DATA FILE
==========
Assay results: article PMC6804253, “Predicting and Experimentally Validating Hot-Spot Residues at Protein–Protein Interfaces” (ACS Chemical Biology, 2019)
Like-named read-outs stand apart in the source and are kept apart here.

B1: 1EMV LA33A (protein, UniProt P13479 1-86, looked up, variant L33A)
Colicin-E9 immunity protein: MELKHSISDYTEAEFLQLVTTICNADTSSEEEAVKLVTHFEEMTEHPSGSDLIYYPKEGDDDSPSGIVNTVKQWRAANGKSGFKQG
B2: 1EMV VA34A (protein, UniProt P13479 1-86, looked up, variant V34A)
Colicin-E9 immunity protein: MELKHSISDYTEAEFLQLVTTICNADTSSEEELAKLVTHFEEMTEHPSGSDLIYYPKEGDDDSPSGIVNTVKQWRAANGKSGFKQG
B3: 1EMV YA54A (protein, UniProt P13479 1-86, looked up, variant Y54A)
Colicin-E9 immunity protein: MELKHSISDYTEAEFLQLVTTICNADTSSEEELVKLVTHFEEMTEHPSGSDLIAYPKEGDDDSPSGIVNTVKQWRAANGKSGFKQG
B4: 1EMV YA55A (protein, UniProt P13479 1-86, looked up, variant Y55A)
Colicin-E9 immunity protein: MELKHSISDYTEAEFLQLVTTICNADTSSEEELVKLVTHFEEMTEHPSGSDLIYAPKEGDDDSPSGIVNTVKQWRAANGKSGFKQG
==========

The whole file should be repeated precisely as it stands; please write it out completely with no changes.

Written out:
Assay results: article PMC6804253, “Predicting and Experimentally Validating Hot-Spot Residues at Protein–Protein Interfaces” (ACS Chemical Biology, 2019)
Like-named read-outs stand apart in the source and are kept apart here.

B1: 1EMV LA33A (protein, UniProt P13479 1-86, looked up, variant L33A)
Colicin-E9 immunity protein: MELKHSISDYTEAEFLQLVTTICNADTSSEEEAVKLVTHFEEMTEHPSGSDLIYYPKEGDDDSPSGIVNTVKQWRAANGKSGFKQG
B2: 1EMV VA34A (protein, UniProt P13479 1-86, looked up, variant V34A)
Colicin-E9 immunity protein: MELKHSISDYTEAEFLQLVTTICNADTSSEEELAKLVTHFEEMTEHPSGSDLIYYPKEGDDDSPSGIVNTVKQWRAANGKSGFKQG
B3: 1EMV YA54A (protein, UniProt P13479 1-86, looked up, variant Y54A)
Colicin-E9 immunity protein: MELKHSISDYTEAEFLQLVTTICNADTSSEEELVKLVTHFEEMTEHPSGSDLIAYPKEGDDDSPSGIVNTVKQWRAANGKSGFKQG
B4: 1EMV YA55A (protein, UniProt P13479 1-86, looked up, variant Y55A)
Colicin-E9 immunity protein: MELKHSISDYTEAEFLQLVTTICNADTSSEEELVKLVTHFEEMTEHPSGSDLIYAPKEGDDDSPSGIVNTVKQWRAANGKSGFKQG